The opioid crisis is the latest headline and chapter in the long story of addiction and the struggle to recovery. For many, addiction may seem like some abstract problem or distant dilemma. It is not. It is an illness that afflicts all races, income and social levels, and communities. In Oak Park and River Forest we are confronting it.

The Addiction Recovery Team of the Community Mental Health Board of Oak Park Township is committed to helping those in the recovering community — and those seeking recovery — to find prevention, early intervention and treatment options with community support. Created four years ago, the Addiction Recovery Team (ART) helps people in Oak Park and River Forest get treatment and support services for addiction to alcohol, drugs and gambling.

Over 21 million Americans are battling a substance-use disorder. We have an epidemic across the country, and it is hitting an increasing number of young people. Those who need help can get help and can have the support they need.

For many of us, we only become aware of the scope of the problem when it affects the life of someone we love — a family member or friend — or the life of someone we admire and respect.

On Sept. 8, ART will screen the documentary As I Am: The Life and Times of DJ AM. The film is an insider’s look at the life of “America’s first million dollar DJ” and his struggle with recovery. Concordia University Chicago will host the screening at the Christopher Center, 7400 Augusta St., Room 200, in River Forest.

A Tribeca Film Festival selection in 2015, the film chronicles the spectacular rise of DJ AM, his struggles with drugs and alcohol, and his death in 2009 from an overdose.

Widely regarded as the first star deejay, DJ AM (his real name was Adam Goldstein) was popular in Hollywood, New York and Las Vegas. He struggled with weight, drugs and depression. Quoted in an article in People: “Drugs became my identity,” DJ AM said in 2005. “I would deejay until 2 a.m., go get drugs and stay up until 10 in the morning doing drugs alone in my apartment.”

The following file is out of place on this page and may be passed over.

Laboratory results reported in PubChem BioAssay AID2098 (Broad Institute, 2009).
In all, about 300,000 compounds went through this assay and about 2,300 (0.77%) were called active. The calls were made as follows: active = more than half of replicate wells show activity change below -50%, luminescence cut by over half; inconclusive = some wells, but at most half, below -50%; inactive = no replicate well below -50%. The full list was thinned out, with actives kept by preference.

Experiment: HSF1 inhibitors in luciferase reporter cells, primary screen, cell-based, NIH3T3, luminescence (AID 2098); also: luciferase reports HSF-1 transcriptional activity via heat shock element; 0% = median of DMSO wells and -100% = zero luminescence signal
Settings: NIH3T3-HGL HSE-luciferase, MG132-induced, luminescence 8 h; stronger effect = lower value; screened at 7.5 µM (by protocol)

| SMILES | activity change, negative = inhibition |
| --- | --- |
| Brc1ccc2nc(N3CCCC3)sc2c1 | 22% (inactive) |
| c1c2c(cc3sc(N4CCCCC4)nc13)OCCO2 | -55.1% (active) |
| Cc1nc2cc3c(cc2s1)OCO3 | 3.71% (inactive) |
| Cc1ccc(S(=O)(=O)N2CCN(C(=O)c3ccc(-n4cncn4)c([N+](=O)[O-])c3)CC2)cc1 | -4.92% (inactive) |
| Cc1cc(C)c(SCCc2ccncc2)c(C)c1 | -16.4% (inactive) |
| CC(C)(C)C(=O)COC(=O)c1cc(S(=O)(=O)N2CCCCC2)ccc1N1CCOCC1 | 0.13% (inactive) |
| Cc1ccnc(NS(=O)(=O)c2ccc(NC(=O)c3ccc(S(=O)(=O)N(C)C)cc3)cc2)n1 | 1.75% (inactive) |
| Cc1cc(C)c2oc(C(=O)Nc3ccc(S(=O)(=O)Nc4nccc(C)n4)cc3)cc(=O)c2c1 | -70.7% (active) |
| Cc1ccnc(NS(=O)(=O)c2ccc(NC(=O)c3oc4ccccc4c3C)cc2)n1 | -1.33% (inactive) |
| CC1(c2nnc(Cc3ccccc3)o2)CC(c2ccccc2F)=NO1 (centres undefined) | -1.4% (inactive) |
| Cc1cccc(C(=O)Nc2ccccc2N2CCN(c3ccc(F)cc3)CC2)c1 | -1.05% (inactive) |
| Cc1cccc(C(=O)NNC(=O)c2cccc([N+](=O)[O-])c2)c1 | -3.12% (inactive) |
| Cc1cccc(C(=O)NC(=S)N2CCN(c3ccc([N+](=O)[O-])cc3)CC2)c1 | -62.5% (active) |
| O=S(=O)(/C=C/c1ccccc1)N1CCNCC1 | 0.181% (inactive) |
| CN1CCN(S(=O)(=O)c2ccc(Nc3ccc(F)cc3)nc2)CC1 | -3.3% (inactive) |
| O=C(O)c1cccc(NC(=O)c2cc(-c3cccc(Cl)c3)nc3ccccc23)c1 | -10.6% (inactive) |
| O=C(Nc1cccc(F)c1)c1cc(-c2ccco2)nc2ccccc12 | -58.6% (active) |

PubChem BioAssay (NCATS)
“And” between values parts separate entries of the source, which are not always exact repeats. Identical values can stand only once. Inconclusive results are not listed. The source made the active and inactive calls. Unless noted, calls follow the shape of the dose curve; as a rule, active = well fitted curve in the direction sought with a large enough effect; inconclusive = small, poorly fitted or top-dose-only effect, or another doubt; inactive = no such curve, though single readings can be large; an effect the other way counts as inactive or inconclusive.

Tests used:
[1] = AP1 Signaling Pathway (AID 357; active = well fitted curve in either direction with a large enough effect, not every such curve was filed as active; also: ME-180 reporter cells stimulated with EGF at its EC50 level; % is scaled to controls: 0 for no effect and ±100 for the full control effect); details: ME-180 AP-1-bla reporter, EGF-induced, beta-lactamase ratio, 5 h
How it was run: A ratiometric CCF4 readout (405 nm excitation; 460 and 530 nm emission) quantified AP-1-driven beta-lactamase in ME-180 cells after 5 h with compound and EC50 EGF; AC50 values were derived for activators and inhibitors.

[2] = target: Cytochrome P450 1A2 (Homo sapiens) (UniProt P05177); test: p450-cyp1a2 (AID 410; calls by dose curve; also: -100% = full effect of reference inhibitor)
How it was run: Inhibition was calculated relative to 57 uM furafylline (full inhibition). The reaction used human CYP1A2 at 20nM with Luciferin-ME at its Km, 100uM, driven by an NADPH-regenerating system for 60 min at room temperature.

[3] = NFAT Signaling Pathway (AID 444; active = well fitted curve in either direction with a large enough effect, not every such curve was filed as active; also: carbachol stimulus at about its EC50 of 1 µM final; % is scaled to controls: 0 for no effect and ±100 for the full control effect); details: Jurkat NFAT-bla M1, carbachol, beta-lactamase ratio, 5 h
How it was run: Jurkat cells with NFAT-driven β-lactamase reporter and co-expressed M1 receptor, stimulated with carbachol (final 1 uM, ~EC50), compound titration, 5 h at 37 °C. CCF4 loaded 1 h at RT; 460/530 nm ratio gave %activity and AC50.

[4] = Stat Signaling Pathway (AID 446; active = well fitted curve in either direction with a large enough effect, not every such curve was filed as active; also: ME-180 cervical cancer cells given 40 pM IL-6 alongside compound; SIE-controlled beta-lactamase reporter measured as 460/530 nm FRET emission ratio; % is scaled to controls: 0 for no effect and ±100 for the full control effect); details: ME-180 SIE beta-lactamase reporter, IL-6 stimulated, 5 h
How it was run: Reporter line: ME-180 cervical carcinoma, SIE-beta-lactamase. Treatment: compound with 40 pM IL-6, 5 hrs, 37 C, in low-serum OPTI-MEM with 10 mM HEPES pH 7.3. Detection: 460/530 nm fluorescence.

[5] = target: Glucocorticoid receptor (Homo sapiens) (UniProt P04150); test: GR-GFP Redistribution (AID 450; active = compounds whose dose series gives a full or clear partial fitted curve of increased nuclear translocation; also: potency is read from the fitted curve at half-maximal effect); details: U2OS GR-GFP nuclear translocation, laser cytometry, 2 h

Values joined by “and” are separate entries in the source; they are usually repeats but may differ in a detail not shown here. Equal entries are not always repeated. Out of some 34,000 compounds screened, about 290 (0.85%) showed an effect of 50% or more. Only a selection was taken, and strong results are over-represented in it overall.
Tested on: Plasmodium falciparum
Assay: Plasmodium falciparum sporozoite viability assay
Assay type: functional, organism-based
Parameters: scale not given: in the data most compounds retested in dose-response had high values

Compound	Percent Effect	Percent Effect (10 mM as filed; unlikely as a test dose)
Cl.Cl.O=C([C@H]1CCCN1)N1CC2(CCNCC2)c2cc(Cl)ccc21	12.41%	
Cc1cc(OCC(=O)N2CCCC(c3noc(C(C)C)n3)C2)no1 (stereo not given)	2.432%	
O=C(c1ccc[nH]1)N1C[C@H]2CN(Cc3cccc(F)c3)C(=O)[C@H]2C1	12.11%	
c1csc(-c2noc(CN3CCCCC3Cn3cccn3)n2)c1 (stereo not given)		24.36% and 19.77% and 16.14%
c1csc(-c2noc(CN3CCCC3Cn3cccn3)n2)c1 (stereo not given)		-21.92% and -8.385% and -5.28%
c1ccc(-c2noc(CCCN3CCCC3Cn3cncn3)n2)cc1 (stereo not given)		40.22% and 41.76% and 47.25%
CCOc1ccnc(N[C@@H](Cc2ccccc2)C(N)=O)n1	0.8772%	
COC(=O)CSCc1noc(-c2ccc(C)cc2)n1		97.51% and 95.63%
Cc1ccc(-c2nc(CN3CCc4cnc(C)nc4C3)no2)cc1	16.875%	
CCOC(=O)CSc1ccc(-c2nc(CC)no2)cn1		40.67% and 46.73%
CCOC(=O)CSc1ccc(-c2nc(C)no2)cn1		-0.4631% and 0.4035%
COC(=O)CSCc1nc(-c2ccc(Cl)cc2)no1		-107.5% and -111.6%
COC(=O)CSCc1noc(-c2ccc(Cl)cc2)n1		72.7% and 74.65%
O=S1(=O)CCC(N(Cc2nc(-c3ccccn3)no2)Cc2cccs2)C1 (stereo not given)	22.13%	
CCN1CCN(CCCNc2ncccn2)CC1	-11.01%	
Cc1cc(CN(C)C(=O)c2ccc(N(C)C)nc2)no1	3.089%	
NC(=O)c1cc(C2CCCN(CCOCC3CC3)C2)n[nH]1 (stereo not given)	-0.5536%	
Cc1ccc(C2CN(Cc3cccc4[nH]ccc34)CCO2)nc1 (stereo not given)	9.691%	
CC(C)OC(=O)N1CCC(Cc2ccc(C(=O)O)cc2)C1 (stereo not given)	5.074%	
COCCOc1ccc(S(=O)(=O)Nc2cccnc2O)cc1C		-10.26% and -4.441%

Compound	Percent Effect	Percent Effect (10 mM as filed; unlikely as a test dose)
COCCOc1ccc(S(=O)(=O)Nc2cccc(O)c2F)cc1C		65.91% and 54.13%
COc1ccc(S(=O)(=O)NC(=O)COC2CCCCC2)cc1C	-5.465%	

This film is about a famous person, but the message is that addiction can hit anyone. Addiction is an illness, and people need to be able to open up about their illness. People can and need to seek help and not struggle in silence.

The struggle to recovery waged by DJ AM instructs us all. The struggle requires persistence, education, treatment and support. The story of his struggle teaches us that recovery is not easy, there will be relapses, and it cannot be waged alone. But there is hope.

Programs like ART are available. Our community is not idle. We are taking a vibrant and forceful stand to assist our community — our friends, our family members, those we love — in confronting their addiction and the struggle to recovery.

Anita Pindiur and Vanessa Matheny, MSW, are co-chairs of the Addiction Recovery Team of the Community Mental Health Board of Oak Park Township.

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